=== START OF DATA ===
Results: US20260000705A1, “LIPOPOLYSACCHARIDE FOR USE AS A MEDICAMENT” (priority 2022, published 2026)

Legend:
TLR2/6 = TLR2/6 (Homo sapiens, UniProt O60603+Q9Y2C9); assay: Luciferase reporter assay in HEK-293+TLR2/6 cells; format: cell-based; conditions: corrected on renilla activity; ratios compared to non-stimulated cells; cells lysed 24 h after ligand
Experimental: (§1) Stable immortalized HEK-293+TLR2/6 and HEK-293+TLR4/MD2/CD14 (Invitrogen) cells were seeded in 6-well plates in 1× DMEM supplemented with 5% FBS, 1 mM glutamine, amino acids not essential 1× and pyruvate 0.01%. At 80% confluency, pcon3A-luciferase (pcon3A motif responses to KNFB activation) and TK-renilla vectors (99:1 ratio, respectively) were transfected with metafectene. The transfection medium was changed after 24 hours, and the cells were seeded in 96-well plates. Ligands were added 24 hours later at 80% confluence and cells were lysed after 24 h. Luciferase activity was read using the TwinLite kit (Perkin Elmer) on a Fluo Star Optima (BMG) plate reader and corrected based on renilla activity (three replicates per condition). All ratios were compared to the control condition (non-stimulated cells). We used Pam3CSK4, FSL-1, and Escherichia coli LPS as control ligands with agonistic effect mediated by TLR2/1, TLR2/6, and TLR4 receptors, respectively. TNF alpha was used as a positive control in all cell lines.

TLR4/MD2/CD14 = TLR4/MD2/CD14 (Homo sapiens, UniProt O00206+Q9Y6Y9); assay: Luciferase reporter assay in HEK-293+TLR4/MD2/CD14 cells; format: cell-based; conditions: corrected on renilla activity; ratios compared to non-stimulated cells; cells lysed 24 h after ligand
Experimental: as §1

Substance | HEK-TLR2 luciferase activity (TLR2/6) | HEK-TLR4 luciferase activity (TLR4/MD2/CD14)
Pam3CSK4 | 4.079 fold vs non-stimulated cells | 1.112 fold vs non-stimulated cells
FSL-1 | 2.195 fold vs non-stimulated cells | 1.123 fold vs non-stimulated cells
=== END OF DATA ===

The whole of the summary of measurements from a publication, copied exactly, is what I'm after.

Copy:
Results: US20260000705A1, “LIPOPOLYSACCHARIDE FOR USE AS A MEDICAMENT” (priority 2022, published 2026)

Legend:
TLR2/6 = TLR2/6 (Homo sapiens, UniProt O60603+Q9Y2C9); assay: Luciferase reporter assay in HEK-293+TLR2/6 cells; format: cell-based; conditions: corrected on renilla activity; ratios compared to non-stimulated cells; cells lysed 24 h after ligand
Experimental: (§1) Stable immortalized HEK-293+TLR2/6 and HEK-293+TLR4/MD2/CD14 (Invitrogen) cells were seeded in 6-well plates in 1× DMEM supplemented with 5% FBS, 1 mM glutamine, amino acids not essential 1× and pyruvate 0.01%. At 80% confluency, pcon3A-luciferase (pcon3A motif responses to KNFB activation) and TK-renilla vectors (99:1 ratio, respectively) were transfected with metafectene. The transfection medium was changed after 24 hours, and the cells were seeded in 96-well plates. Ligands were added 24 hours later at 80% confluence and cells were lysed after 24 h. Luciferase activity was read using the TwinLite kit (Perkin Elmer) on a Fluo Star Optima (BMG) plate reader and corrected based on renilla activity (three replicates per condition). All ratios were compared to the control condition (non-stimulated cells). We used Pam3CSK4, FSL-1, and Escherichia coli LPS as control ligands with agonistic effect mediated by TLR2/1, TLR2/6, and TLR4 receptors, respectively. TNF alpha was used as a positive control in all cell lines.

TLR4/MD2/CD14 = TLR4/MD2/CD14 (Homo sapiens, UniProt O00206+Q9Y6Y9); assay: Luciferase reporter assay in HEK-293+TLR4/MD2/CD14 cells; format: cell-based; conditions: corrected on renilla activity; ratios compared to non-stimulated cells; cells lysed 24 h after ligand
Experimental: as §1

Substance | HEK-TLR2 luciferase activity (TLR2/6) | HEK-TLR4 luciferase activity (TLR4/MD2/CD14)
Pam3CSK4 | 4.079 fold vs non-stimulated cells | 1.112 fold vs non-stimulated cells
FSL-1 | 2.195 fold vs non-stimulated cells | 1.123 fold vs non-stimulated cells